Chapter 3. tf.function and AutoGraph

Eager execution is fine for linear algebra experts, but not everybody is, and understanding the tensor API isn’t always straightforward. However, tf.function and AutoGraph are ways to create instructions that the TensorFlow execution engine can consume using ordinary Python code.

Understanding tf.function

Now that we’ve seen the groundbreaking increase in ease of use that eager execution brings to TensorFlow, it’s the perfect time to introduce tf.function, which does its own magic. With tf.function, arbitrary Python code can be transformed into a TensorFlow execution graph by annotating a function.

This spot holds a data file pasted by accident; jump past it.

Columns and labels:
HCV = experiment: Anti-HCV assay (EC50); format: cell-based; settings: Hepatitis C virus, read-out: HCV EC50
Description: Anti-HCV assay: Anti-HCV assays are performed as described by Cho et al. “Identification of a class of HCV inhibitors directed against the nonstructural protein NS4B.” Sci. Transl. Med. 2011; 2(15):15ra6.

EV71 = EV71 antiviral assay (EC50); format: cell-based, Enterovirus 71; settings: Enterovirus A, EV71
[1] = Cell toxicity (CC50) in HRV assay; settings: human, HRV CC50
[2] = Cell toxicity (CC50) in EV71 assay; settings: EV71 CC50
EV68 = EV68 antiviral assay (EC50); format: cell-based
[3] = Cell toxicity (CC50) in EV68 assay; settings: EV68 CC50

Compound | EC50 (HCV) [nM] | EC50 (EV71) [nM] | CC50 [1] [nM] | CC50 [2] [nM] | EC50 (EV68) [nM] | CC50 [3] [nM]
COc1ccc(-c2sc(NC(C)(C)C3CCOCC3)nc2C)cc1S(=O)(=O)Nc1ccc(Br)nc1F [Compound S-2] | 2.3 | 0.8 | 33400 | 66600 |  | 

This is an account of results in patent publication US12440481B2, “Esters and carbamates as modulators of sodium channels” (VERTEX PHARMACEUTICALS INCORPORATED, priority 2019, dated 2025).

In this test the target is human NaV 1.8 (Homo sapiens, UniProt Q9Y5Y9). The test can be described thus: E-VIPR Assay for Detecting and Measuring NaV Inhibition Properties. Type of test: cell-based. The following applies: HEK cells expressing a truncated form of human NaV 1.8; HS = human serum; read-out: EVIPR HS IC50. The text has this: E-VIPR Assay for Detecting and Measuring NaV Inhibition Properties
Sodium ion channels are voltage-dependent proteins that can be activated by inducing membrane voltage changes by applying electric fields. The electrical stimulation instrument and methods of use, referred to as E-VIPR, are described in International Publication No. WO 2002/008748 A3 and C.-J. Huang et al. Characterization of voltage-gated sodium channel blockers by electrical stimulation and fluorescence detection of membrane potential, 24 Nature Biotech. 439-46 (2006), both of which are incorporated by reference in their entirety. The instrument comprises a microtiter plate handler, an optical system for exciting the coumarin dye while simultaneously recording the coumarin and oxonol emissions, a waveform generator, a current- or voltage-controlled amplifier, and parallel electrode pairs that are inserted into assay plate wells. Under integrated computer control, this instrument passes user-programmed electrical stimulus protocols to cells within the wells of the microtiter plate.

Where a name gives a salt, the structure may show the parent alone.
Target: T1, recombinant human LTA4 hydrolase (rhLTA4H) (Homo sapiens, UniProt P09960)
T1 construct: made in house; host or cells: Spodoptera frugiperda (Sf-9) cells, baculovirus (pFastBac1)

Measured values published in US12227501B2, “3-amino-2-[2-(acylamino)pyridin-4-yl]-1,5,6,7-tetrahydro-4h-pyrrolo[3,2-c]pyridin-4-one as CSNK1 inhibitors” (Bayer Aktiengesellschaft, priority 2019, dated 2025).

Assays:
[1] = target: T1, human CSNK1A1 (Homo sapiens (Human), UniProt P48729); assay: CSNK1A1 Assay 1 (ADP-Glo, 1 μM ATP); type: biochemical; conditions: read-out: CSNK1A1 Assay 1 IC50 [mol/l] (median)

In other words, write the code you want in pure Python, wrap it into a function, and annotate this function. The result is an object that can be run as a TensorFlow program, without having to write a single line of TensorFlow code.

Too good to be true? Let’s see an example.

In this example, we minimize a nested function. There are two functions: f(x) = x - (6/7) * x-1/7 and g(x) = f(f(f(f(x)))). The goal is to find x such that g(x) equals 0. If we relax the condition a bit, we can simply state that we want to find x such that g gets minimized. Does it ring a bell? This is of course an optimization problem, which we can solve with TensorFlow’s automatic differentiation and gradient descent.


Finding the minimum of g is called the “Turnip Seller Problem.”1 The solution can be simply obtained by setting the first derivative g(x)' to zero. As TensorFlow ...

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